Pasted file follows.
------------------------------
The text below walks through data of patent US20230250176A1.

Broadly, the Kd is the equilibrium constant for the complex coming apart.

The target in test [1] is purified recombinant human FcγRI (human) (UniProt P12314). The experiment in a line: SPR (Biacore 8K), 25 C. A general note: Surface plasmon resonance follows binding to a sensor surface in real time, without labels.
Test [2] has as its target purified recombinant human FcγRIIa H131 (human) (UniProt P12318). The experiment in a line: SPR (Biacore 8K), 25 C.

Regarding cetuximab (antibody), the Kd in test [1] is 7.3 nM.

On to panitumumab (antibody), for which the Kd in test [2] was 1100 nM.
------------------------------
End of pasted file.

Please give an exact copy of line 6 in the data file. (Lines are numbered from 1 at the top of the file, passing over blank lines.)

On to panitumumab (antibody), for which the Kd in test [2] was 1100 nM.